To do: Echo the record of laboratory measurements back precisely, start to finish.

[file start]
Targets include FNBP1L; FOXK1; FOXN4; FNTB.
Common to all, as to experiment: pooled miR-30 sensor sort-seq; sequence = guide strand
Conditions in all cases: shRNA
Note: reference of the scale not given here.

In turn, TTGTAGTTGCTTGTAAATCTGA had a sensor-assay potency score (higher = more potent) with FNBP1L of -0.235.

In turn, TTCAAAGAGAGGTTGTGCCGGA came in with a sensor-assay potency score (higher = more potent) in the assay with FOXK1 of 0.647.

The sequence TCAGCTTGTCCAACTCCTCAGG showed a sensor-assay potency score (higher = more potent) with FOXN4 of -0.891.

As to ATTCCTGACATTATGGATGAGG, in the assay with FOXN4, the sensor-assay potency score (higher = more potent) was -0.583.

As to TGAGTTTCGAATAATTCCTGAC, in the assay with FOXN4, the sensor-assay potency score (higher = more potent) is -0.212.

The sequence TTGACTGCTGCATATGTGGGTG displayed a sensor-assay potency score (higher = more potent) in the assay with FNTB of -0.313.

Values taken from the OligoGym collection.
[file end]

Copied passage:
Targets include FNBP1L; FOXK1; FOXN4; FNTB.
Common to all, as to experiment: pooled miR-30 sensor sort-seq; sequence = guide strand
Conditions in all cases: shRNA
Note: reference of the scale not given here.

In turn, TTGTAGTTGCTTGTAAATCTGA had a sensor-assay potency score (higher = more potent) with FNBP1L of -0.235.

In turn, TTCAAAGAGAGGTTGTGCCGGA came in with a sensor-assay potency score (higher = more potent) in the assay with FOXK1 of 0.647.

The sequence TCAGCTTGTCCAACTCCTCAGG showed a sensor-assay potency score (higher = more potent) with FOXN4 of -0.891.

As to ATTCCTGACATTATGGATGAGG, in the assay with FOXN4, the sensor-assay potency score (higher = more potent) was -0.583.

As to TGAGTTTCGAATAATTCCTGAC, in the assay with FOXN4, the sensor-assay potency score (higher = more potent) is -0.212.

The sequence TTGACTGCTGCATATGTGGGTG displayed a sensor-assay potency score (higher = more potent) in the assay with FNTB of -0.313.

Values taken from the OligoGym collection.